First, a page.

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Congress Kills Effort to Permanently Repeal the Global Gag Rule

Written By: Jennifer Redner
December 9, 2009

 

CapCritFINALYesterday, lawmakers from the House and Senate met to agree upon a “mini omnibus” appropriation bill for FY2010 spending for the six appropriations bills that had yet to be brought to the floor for a vote in the Senate. (Just a reminder – the fiscal year started October 1, but the agencies that didn’t yet have independent bills passed have been operating on a “continuing resolution” keeping programs going at last year’s levels.)  Because of the efforts to finalize these bills without independent votes in the Senate (bills aren’t moving through the Senate too quickly), issues that they find a little challenging to deal with were tossed out.

The Senate State Foreign Operations bill included a provision that would have permanently repealed the global gag rule so that the political gaming of this 25-year old partisan football would be called to an end, and simple presidential executive orders could not longer impose these onerous restrictions on health care providers. This means our fight is not over on this one.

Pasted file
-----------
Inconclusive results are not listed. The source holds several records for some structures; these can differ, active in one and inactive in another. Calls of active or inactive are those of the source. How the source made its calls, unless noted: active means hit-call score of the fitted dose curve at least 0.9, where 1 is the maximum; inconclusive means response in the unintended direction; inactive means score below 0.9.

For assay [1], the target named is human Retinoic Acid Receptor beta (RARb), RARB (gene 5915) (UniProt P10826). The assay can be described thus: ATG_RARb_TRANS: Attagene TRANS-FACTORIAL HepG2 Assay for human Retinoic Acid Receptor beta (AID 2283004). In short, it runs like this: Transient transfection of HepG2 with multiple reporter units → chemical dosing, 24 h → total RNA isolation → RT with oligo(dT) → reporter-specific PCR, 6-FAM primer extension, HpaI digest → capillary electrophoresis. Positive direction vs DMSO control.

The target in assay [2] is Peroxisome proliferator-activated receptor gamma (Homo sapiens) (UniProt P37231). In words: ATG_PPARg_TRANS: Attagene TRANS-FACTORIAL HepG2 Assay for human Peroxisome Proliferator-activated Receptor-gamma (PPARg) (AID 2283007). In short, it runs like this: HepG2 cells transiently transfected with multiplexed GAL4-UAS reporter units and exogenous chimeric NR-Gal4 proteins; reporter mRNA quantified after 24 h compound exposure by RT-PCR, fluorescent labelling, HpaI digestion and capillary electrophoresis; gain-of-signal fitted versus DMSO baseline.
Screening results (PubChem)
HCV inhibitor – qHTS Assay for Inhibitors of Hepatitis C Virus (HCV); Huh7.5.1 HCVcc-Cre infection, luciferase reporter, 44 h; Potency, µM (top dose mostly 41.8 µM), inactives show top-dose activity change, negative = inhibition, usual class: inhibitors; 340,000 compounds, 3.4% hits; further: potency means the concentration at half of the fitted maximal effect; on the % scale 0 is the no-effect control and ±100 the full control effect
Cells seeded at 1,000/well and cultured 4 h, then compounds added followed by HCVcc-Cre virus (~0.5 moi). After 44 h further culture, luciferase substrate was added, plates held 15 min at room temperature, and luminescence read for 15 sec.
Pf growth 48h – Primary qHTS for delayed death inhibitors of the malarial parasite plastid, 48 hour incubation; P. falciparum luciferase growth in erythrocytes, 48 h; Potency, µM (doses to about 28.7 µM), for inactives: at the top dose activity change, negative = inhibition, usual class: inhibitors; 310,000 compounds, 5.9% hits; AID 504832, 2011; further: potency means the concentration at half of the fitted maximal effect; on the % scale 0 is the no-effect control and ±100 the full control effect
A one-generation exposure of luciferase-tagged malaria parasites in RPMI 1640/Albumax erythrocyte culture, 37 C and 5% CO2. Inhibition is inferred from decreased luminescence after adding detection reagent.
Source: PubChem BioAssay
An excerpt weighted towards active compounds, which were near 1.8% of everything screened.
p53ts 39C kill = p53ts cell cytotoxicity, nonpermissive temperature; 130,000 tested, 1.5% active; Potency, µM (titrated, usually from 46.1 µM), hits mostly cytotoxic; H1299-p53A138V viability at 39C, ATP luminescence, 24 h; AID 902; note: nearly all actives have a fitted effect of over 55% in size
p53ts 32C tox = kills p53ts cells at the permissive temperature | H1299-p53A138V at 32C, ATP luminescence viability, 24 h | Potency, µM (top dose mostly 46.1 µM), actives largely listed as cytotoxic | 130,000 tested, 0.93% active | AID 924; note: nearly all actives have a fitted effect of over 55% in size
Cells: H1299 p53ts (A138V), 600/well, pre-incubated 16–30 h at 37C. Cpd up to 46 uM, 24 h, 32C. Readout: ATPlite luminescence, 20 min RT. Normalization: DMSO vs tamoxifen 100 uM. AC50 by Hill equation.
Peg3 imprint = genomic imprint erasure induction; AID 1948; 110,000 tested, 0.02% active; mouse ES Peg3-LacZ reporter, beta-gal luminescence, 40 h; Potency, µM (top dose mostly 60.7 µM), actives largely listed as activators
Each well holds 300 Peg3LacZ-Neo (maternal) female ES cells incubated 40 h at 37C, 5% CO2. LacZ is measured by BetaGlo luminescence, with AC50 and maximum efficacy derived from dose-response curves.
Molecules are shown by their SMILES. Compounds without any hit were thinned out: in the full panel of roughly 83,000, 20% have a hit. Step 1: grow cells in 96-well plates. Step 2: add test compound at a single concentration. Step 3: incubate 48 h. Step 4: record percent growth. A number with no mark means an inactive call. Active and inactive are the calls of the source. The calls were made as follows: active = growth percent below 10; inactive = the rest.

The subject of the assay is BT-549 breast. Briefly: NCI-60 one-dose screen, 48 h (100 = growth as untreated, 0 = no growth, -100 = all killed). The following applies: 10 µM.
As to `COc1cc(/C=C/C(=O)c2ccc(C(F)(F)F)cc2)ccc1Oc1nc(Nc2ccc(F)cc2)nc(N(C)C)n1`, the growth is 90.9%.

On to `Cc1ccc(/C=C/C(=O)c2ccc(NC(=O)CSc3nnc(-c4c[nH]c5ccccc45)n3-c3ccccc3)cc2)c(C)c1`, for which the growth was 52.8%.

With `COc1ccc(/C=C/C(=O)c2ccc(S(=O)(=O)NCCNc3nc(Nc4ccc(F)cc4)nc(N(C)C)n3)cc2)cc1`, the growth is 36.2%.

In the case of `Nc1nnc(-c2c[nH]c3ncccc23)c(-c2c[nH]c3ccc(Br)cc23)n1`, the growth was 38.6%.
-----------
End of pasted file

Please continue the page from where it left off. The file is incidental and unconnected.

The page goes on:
Even though the conference committee met quickly to pull together the funding package, some tried and true Members of the House turned on a dime to relay support for the House accepting the Senate language.  Spearheaded by Rep. Carolyn Maloney (D-NY), Representatives Gerry Connolly (D-VA), Joe Crowley (D-NY), Dan Maffei (D-NY), Michael McMahon (D-NY), Donald Payne (D-NJ), Louise Slaughter (D-NY) urged House leadership to keep the provision to end the global gag rule.

Those in the know have indicated that the provision was stripped from the final conference bill because of the overall politics of the bill.  Some have said that the global gag rule provision was tossed out in order to keep the provision to allow the District of Columbia to use its own funds to provide abortion services for its residents (and to that we give a thumbs up).

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